Why Honey And Not Cough Syrup Is Best Remedy For Your Child

Research doctors say it is the most effective in treating coughs related to common cold

Local medical doctors now say they have evidence showing cough medicine for children are useless and if anything, honey preparations are much better. A team of research doctors at the Aga Khan University Hospital in Nairobi say they have diligently assessed children put on medicine, placebo or honey preparations, with the first two showing no benefit at all.


Honey preparations, they say were found to be the most effective in relieving cough symptoms associated with common cold while medicines and placebo had no benefit. Placebo is a substance containing no medicinal value used either for research or to reassure patients they are being treated.

The team followed 145 children aged between one and 12 years attending the Aga Khan University Hospital pediatric Casualty. Led by Dr Waris, the team of four says 45 of the children had been put on placebo, 57 on honey and 43 on cough medicines based on the chemical compound called salbutamol.

“Available evidence suggests that cough medicines may be no more effective than honey-based cough remedies. Now we have confirmed this in the current study,” writes the team in the current issue of the East African Medical Journal. The study was first presented at the Annual Scientific Conference of the Kenya Pediatrics Association held in Mombasa last year and now appears in a peer-reviewed journal for the first time.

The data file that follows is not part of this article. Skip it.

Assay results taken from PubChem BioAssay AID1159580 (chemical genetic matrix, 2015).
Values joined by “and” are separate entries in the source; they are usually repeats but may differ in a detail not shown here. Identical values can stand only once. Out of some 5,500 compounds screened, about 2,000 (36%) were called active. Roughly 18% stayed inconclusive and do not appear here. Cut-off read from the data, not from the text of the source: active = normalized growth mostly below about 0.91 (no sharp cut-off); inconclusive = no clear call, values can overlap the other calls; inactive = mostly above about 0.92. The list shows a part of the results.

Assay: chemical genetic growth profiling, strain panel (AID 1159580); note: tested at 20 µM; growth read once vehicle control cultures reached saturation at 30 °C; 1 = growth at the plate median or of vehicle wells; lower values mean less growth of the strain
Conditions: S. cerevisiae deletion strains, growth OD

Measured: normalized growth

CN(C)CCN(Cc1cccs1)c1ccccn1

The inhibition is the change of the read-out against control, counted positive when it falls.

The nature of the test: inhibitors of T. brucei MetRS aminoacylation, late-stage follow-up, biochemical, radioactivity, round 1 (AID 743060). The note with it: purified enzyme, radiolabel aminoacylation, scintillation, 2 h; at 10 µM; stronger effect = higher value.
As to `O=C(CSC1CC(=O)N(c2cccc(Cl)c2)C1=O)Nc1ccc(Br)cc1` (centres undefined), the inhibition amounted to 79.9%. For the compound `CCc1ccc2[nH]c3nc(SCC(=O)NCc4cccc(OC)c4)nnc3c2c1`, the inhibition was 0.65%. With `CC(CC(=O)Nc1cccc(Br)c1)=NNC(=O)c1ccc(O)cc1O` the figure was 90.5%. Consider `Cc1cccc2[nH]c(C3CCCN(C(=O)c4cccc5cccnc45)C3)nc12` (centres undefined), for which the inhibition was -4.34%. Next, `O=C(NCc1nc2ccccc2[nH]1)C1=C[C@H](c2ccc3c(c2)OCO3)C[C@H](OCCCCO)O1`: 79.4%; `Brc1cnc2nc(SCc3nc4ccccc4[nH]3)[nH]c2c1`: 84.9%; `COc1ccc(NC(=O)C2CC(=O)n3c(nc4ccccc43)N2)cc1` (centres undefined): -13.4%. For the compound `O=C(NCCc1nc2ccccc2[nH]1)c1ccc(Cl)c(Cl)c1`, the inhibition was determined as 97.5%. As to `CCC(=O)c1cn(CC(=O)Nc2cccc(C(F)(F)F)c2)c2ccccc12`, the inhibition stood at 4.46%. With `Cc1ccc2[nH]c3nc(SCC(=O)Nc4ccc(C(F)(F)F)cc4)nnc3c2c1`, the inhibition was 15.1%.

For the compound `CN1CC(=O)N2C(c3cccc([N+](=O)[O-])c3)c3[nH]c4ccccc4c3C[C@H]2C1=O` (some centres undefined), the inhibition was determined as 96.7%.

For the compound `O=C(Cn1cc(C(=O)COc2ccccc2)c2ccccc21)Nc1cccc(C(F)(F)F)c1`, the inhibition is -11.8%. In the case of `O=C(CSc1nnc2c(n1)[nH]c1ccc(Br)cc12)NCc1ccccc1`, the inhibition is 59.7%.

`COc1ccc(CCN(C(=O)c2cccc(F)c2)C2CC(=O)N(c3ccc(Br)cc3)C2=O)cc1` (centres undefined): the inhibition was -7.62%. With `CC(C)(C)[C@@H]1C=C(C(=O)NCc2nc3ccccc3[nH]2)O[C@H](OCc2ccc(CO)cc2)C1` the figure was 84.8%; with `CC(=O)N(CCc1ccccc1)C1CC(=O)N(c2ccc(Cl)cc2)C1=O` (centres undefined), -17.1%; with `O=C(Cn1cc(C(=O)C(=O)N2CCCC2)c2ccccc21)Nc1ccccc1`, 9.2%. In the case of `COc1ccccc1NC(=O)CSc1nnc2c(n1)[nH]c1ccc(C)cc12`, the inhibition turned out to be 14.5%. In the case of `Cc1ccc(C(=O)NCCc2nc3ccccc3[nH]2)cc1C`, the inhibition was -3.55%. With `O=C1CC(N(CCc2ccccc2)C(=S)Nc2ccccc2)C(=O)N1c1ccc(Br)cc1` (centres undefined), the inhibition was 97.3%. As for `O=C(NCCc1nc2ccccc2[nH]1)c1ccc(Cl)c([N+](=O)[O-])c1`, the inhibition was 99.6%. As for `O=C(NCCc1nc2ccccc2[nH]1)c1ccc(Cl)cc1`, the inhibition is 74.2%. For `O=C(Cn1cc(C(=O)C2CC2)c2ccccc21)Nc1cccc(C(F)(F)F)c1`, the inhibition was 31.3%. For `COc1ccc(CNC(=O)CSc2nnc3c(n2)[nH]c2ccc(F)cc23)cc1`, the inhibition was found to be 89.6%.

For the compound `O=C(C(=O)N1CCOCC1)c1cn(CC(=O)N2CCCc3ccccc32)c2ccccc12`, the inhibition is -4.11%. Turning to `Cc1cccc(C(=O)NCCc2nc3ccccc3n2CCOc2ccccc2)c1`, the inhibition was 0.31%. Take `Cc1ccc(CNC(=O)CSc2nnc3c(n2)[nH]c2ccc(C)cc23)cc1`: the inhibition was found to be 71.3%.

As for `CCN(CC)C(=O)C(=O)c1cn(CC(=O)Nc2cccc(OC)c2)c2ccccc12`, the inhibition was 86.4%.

The same university and a group of doctors from Nairobi Hospital raised a storm in 2009 when they called for a change of policy discouraging the use of cough medicines for children because they are of no benefit, apart from maybe assuring parents that something is being done. Clarifying the issue, then the Pharmacy and Poisons Board had thorough paid-up advertisements defended the use of medicines with proper instructions from a doctor.

Proper Instructions

“We have clearly explained and issued guidelines which tell which ages should be exposed to these medicines,” says Government Chief Pharmacist Dr Kipkerich Koskei. According to the guidelines available on the board’s website, over- the counter (OTC) cough and cold medicines are for ages six to 12 and only supposed to be sold in pharmacies with clear advice on packaging.

“OTC cough and cold medicines are not recommended for children under two years unless with a specific prescription from your doctor,” say the guidelines. The board further warns that serious and potentially life threatening side effects can occur if some of these medicines are taken against appropriate instructions.”These include death, convulsions, fast heart rates and reduced levels of consciousness.”

The latest study raises new questions, especially for children aged between six and 12, where the researchers say some of the medicines offer no benefit. They, however, do not indicate whether they could represent a health risk. The study Randomized Double Blind Study to Compare Effectiveness of Honey, Salbutamol and Placebo in Treatment of Cough in Children with Common colds is however, categorical that these medicines are useless.

The team says honey consistently scored the highest levels of reducing cough symptoms.

By Austine on 08 April 2015